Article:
From the perspective of the jester, the continued barbs might seem successful. Look how red-faced people are getting! What a bunch of silly asses! Further provocation continues. Eventually, people stop listening to the jester, who takes this as evidence that he’s blown their minds, owned them, proven that they’re not ready for his message, whatever. Wow, I must be an awesome jester!

    Of course, the response to the jester might be an understandable reaction to a stream of smarmy, unconstructive comments. Someone might have been willing to listen to the jester, but the jester’s agenda was to mock, not convince. People stop listening to the jester because they have better things to do. The jester had some temporary entertainment value, but eventually, he’s only entertaining himself. Maybe that’s where the image of the sad clown came from, because it’s the fate of the jester to be ignored and eventually forgotten.

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  114. Gustopher says:

    @HarvardLaw92: Also, I find it amusing that someone who approves of –ahem– aggressive police responses to crowd control gets treated like an he’s an ass when he starts off by being an ass.

    It’s sort of like how when the police use police brutality as a tool to combat protests over police brutality. Utterly ineffective.

    That might be why US News and World Reports of the best law schools has Harvard below Yale. A bunch of different rankings put it down the list a bit.

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  115. HarvardLaw92 says:

    @inhumans99:

    Christ, I can’t imagine how I’d get through the day 🙄

    You can’t be serious. Seriously guy, you have kind sort of reverent attitude towards this place. It’s just a website. There are hundreds and hundreds and hundreds more just like it. Stop acting like somebody took a poo in church 🙄

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  116. Gustopher says:

    @Gustopher: When I say that I think of you as a fool, I want to be clear … it’s not the Shakespearian Fool who tells the truths that others don’t listen to.

    I’m thinking more like the guy who throws a football, has it bounce off a lightpost and gets hit in the nuts.

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  117. HarvardLaw92 says:

    @Gustopher:

    God you’re still talking …

    It would be boring if you all sat around and discussed my viewpoints – which are antithetical to yours – with all the stale quality of a librarians convention. The fact that you get so verklempt is half of what makes the discussion interesting. You think I care that you don’t like me?? That’s a feature, Trotsky, not a bug. Sheesh … 🙄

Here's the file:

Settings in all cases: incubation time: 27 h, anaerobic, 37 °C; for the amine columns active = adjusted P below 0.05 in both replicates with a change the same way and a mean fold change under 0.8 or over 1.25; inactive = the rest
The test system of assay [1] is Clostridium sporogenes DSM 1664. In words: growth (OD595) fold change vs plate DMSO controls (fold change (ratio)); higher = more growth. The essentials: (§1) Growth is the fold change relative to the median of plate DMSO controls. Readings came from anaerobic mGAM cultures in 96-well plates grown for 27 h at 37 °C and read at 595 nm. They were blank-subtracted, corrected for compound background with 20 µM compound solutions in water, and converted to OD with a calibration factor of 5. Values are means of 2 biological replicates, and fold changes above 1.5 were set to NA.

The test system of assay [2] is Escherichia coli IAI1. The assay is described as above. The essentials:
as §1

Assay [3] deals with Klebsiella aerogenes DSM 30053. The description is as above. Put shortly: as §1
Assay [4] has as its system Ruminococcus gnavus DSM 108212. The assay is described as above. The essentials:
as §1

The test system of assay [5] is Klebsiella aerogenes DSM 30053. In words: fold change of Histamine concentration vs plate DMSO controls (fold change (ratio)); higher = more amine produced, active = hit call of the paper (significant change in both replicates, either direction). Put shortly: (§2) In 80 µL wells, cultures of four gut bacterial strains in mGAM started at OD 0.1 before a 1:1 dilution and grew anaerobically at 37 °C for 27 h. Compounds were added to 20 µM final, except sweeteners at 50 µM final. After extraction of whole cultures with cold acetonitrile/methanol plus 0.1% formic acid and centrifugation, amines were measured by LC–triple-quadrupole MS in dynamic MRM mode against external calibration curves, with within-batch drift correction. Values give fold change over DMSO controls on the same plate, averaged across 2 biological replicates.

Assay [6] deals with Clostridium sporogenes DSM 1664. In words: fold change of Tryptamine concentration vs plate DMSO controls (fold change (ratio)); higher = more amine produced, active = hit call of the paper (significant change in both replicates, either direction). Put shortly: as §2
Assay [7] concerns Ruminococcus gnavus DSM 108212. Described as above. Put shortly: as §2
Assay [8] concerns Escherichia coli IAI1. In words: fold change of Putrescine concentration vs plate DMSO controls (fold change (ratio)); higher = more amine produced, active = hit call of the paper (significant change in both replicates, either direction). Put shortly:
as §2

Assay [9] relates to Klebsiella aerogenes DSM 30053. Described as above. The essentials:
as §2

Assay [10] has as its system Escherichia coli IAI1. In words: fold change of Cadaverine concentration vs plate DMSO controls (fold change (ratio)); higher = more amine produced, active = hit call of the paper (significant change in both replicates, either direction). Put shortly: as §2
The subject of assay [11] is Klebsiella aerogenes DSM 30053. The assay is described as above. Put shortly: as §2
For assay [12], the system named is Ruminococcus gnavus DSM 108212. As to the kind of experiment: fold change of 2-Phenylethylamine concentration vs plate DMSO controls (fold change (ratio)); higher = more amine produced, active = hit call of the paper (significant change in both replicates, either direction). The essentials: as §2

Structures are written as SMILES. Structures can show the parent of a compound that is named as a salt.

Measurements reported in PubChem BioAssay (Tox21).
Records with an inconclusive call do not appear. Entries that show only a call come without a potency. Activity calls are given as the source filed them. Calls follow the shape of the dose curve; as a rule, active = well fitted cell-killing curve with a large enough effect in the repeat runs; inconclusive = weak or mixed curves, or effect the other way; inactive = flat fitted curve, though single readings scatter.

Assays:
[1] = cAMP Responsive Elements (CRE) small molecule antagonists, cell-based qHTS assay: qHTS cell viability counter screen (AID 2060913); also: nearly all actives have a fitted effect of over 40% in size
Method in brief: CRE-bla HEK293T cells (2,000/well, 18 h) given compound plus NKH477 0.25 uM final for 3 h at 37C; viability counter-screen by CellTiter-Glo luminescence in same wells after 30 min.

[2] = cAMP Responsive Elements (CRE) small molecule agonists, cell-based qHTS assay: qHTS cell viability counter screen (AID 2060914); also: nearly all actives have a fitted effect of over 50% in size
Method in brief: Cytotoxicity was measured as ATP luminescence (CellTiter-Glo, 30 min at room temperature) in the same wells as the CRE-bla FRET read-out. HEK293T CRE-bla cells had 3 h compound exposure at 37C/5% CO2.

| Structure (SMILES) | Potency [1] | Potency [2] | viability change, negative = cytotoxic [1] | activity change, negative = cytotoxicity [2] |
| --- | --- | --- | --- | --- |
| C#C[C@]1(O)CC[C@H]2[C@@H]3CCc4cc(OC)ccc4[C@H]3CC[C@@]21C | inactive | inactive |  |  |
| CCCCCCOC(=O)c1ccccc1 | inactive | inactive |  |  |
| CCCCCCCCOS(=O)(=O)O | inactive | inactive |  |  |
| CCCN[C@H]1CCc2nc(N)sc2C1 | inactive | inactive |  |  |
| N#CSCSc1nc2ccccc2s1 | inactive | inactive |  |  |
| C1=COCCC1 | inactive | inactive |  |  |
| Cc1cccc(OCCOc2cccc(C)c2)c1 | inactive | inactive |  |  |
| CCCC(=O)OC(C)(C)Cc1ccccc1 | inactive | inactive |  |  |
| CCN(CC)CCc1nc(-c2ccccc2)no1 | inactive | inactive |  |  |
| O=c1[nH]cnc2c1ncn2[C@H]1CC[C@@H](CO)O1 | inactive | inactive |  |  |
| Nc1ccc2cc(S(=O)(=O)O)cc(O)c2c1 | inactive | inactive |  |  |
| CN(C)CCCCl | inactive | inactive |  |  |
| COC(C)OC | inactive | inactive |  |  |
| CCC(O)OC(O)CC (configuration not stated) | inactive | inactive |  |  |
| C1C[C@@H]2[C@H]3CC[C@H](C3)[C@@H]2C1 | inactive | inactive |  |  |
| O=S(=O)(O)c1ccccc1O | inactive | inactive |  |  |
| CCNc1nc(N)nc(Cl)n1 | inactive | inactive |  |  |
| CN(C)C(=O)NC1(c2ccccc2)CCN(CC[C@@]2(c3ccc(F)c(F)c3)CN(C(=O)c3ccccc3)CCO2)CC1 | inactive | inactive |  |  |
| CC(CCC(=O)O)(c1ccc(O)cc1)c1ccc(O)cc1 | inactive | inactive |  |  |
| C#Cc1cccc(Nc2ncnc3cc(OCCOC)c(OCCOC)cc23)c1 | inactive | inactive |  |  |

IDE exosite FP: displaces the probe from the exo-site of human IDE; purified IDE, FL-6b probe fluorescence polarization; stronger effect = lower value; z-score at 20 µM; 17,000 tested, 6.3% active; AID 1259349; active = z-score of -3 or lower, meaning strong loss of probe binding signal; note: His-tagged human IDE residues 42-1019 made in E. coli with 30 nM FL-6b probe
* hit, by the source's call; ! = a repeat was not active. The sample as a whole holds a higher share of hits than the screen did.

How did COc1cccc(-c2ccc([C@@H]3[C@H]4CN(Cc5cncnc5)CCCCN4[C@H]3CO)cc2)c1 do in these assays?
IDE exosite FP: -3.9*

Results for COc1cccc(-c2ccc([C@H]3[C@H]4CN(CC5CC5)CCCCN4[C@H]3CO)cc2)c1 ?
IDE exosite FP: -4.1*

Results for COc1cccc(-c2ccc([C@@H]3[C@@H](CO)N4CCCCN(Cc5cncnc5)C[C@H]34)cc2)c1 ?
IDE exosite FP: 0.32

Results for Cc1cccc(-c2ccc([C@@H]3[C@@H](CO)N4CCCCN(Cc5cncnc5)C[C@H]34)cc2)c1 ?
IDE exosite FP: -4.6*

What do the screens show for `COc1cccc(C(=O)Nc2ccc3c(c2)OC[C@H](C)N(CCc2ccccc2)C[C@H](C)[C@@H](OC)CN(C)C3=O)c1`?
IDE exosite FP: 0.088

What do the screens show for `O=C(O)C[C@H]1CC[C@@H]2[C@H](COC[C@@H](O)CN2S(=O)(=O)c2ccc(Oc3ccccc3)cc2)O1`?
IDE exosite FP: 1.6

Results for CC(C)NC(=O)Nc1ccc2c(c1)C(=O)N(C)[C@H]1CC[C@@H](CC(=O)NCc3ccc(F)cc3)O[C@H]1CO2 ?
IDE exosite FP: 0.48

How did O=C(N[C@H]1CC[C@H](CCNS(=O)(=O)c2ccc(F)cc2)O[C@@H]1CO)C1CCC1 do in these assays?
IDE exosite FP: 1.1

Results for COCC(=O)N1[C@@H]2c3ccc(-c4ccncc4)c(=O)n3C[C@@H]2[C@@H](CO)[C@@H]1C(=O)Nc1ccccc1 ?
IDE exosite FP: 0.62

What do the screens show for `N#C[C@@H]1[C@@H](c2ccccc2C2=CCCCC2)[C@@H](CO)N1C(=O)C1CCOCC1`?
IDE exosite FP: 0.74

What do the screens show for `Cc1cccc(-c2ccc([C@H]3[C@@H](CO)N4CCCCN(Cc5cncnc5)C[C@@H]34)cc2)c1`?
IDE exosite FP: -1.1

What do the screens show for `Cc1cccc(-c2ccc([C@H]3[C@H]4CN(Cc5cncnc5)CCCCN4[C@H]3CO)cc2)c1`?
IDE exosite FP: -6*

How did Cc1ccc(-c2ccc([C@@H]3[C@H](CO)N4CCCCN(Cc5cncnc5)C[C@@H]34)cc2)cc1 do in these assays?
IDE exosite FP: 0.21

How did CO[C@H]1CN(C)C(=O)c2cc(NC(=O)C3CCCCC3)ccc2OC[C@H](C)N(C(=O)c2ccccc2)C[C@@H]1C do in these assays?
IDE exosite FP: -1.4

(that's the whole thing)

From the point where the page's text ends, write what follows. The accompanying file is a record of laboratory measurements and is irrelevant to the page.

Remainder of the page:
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  118. inhumans99 says:

    @flat earth luddite:

    I hit the Politico story on Barr’s comments…hoo boy, between Barr and Caputo I wonder how many other Trump appointees are going to have very public nervous break downs.

    Also, this made me lol, Trump asks if he can delay the election a month or two back but even the GOP laughs at him, so he decides to sow distrust on mail-in voting, but even that has backfired with many folks in very Red States expressing confidence in sending in your ballot and do not worry about it not being counted, so now Trump is back to recycling his lament that we will never truly know the results of the election due to issues with mail-in voting etc. (unspoken is him saying well, since that is the case I will gladly be the U.S.’s President for life) and he once again promptly gets push back from folks like Marco Rubio saying relax folks, send in your ballots but as our very own contributor to this site Steven has been preparing us for this possibility, do not be shocked if all the votes are not counted the night of the election as that may take some time.

    The GOP is starting to lose their marbles in a very public way, which says way more about Biden’s real chances at becoming our next President than any poll ever could. Based on Caputo, Barr’s, and Trumps crazy talk I would say they are very aware in the back of their mind that their days of hanging out at the White House are numbered.

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  119. HarvardLaw92 says:

    @Kingdaddy:

    Speaking of people who take themselves far too seriously 🙂

    And that’s fine, Champ. Just own it